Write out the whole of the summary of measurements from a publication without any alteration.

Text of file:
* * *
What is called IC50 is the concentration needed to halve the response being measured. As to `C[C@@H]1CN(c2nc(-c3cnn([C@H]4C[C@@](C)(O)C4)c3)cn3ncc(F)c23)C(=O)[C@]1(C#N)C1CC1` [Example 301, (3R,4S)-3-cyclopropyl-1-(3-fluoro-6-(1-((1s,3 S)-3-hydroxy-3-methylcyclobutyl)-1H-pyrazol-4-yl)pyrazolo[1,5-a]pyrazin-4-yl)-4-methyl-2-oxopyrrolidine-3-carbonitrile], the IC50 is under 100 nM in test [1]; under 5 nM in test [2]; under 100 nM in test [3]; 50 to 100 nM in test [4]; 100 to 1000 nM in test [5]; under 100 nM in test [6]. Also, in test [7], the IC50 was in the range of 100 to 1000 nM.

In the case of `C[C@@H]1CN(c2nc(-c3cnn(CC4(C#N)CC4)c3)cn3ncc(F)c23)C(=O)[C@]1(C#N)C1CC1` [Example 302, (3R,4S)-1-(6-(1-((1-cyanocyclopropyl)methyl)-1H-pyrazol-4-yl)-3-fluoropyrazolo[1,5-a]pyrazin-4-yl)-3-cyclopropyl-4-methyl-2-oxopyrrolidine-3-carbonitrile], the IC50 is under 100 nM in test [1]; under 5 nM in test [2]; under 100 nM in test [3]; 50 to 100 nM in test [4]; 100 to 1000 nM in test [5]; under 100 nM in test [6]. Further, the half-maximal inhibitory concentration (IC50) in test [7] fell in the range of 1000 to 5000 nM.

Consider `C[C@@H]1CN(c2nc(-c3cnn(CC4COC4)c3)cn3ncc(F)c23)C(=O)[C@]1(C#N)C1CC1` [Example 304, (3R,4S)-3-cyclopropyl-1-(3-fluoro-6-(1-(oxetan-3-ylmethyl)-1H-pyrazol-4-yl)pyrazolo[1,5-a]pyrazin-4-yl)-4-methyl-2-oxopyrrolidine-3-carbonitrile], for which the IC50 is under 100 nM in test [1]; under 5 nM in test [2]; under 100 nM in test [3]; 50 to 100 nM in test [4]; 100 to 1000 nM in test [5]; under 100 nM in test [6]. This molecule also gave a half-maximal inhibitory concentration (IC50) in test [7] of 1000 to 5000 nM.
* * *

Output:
What is called IC50 is the concentration needed to halve the response being measured. As to `C[C@@H]1CN(c2nc(-c3cnn([C@H]4C[C@@](C)(O)C4)c3)cn3ncc(F)c23)C(=O)[C@]1(C#N)C1CC1` [Example 301, (3R,4S)-3-cyclopropyl-1-(3-fluoro-6-(1-((1s,3 S)-3-hydroxy-3-methylcyclobutyl)-1H-pyrazol-4-yl)pyrazolo[1,5-a]pyrazin-4-yl)-4-methyl-2-oxopyrrolidine-3-carbonitrile], the IC50 is under 100 nM in test [1]; under 5 nM in test [2]; under 100 nM in test [3]; 50 to 100 nM in test [4]; 100 to 1000 nM in test [5]; under 100 nM in test [6]. Also, in test [7], the IC50 was in the range of 100 to 1000 nM.

In the case of `C[C@@H]1CN(c2nc(-c3cnn(CC4(C#N)CC4)c3)cn3ncc(F)c23)C(=O)[C@]1(C#N)C1CC1` [Example 302, (3R,4S)-1-(6-(1-((1-cyanocyclopropyl)methyl)-1H-pyrazol-4-yl)-3-fluoropyrazolo[1,5-a]pyrazin-4-yl)-3-cyclopropyl-4-methyl-2-oxopyrrolidine-3-carbonitrile], the IC50 is under 100 nM in test [1]; under 5 nM in test [2]; under 100 nM in test [3]; 50 to 100 nM in test [4]; 100 to 1000 nM in test [5]; under 100 nM in test [6]. Further, the half-maximal inhibitory concentration (IC50) in test [7] fell in the range of 1000 to 5000 nM.

Consider `C[C@@H]1CN(c2nc(-c3cnn(CC4COC4)c3)cn3ncc(F)c23)C(=O)[C@]1(C#N)C1CC1` [Example 304, (3R,4S)-3-cyclopropyl-1-(3-fluoro-6-(1-(oxetan-3-ylmethyl)-1H-pyrazol-4-yl)pyrazolo[1,5-a]pyrazin-4-yl)-4-methyl-2-oxopyrrolidine-3-carbonitrile], for which the IC50 is under 100 nM in test [1]; under 5 nM in test [2]; under 100 nM in test [3]; 50 to 100 nM in test [4]; 100 to 1000 nM in test [5]; under 100 nM in test [6]. This molecule also gave a half-maximal inhibitory concentration (IC50) in test [7] of 1000 to 5000 nM.